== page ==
unsteady sillouette. Two things have happened. There is the recognition on the
part of exegetes and Bibical theologians, including a constantly growing number of
Roman Catholics, that one should not speak of Trinitarianism in the New Testament
without serious qualification. There is also the closely parallel recognition on
the part of historians of dogma and systematic theologians that when one does
speak of an unqualified Trinitarianism, one has moved from the period of Christian
origins to, say, the last quadrant of the 4th century" (R.L.Richard, "Trinity,
Holy", in New Catholic Encyclopedia, 15 vols.).

"The concept of three divine persons-Father, son, and Holy Spirit united in one
Godhead-came into Christianity, not via the Bible, but from philosophical
categories of the fourth and fifth centuries A.D. ...It baffles and repels modern
man, who misses the nuances of the Greek ('Prosopon') in which the doctrine was
formulated and therefore concludes, mistakenly, that Christianity preaches a kind
of polytheism. ...Nothing essential would be lost and much clarity would be gained
if Christians abandoned traditional Trinitarian terminology and simply spoke of
God acting as the Creator and sustainer of the universe, revealing Himself in the
person of Jesus Christ, or dwelling within men as a holy spirit" (Bishop James A.
Pike, Denver Post, August 28, 1965).

"The trinitarian doctrine is pagan. The idea of three gods is paganism and comes
from polythiesm and pantheism. The overwhelming majority of trinitarian scholars
admit the trinity is not Biblical, did not exist in the Apostolic age, and was
developed over a period of 295 years. It appears to be the basic doctrine of the
gnostic sect called the Nicolatines in Revelation chapters 2 and 3. While it is
true that many trinitarians confess the trinity doctrine came from paganism, they
elect to believe it, remain in it, because that is where their employment is. The
doctrine of salvation by faith (mind religion) allows for belief in paganism with
no threat to salvation. Thus, these have no invested interest to identify the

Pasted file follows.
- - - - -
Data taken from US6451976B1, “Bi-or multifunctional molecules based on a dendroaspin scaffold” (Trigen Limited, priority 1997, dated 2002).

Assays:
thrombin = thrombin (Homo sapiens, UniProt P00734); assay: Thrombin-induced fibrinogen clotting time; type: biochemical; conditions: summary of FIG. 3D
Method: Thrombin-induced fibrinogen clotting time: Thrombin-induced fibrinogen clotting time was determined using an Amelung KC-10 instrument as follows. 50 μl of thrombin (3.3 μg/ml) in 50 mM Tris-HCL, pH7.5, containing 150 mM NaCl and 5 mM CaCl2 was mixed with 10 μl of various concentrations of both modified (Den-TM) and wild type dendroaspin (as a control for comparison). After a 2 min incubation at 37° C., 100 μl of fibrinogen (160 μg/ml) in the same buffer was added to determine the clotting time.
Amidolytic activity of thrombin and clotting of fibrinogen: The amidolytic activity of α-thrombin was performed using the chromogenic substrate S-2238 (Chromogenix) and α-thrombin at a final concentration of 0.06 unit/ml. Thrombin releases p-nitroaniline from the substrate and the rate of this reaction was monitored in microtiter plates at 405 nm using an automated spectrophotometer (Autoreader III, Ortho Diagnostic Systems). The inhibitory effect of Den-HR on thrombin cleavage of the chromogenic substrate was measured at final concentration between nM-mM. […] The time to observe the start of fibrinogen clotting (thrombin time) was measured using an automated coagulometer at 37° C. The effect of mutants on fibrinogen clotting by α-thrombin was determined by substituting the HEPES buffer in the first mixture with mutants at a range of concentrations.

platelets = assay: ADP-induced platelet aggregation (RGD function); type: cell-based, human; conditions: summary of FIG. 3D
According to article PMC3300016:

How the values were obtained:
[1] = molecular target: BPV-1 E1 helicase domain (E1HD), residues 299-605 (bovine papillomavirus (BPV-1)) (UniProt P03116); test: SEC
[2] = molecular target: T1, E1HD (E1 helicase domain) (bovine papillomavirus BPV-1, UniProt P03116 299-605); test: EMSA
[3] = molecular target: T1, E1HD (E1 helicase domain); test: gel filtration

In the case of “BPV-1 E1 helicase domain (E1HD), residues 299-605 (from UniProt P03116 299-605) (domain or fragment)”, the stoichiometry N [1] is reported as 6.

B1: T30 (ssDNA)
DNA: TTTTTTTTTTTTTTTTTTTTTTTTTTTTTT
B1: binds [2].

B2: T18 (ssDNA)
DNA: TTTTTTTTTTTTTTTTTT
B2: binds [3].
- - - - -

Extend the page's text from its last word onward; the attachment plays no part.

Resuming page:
paganism of the trinity as a damnable philosophy. They also have no interest in
actually saying the tinity is pagan and comes from paganism. They will skirt this
declaration to say only that it is not in the Old Testament, not intended in the
New Tesament, was not known by Jesus or the Apostles, and was developed over
nearly three centuries. To protect their jobs, their reputations, and to remain
financially secure, they will support the trinity doctrine. So, for anyone to say
that there are no trinitarian scholars of repute who confess the trinity came from
pagan sources, is falsehood. And for anyone to labor to prove the trinity did not
come from pagan sources, shows a total disregard and disrespect for the God of the
Bible" (The Trinity Doctrine Is Pagan, Cohen G. Reckart, Pastor; Copyright 1995).

Note: Some of the quotes contained here were copied from the anti-Semitic web
site <http://www.bible.ca/trinity/>. By anti-Semitic, we mean those at this web
site do not believe in the absolute oneness Monarchy of God as contained in the
First Commandment and throughout the Old Testament. We believe that at the root
of trinitarianism lies the ancient root of anti-Semitism of Gentile nations trying
to destroy Israel, the only Monothestic religion and nation in the world. Anyone
who espouses an anti-oneness, an anti-Monarchian view, are therefore advocating
subtle paganism (Greek pagan Hellenism), to overthrow the ancient Apostolic
Messianic Jewish belief in one God and one person in the godhead. While the Jews
reject Jesus as God, the Apostolic doctrine is that Jesus is God manifest in the
flesh. Jesus said he was this God in Revelation 21:6-7. We hold to the strict
monothestic, oneness, monarchian Messianic Jewish faith in God.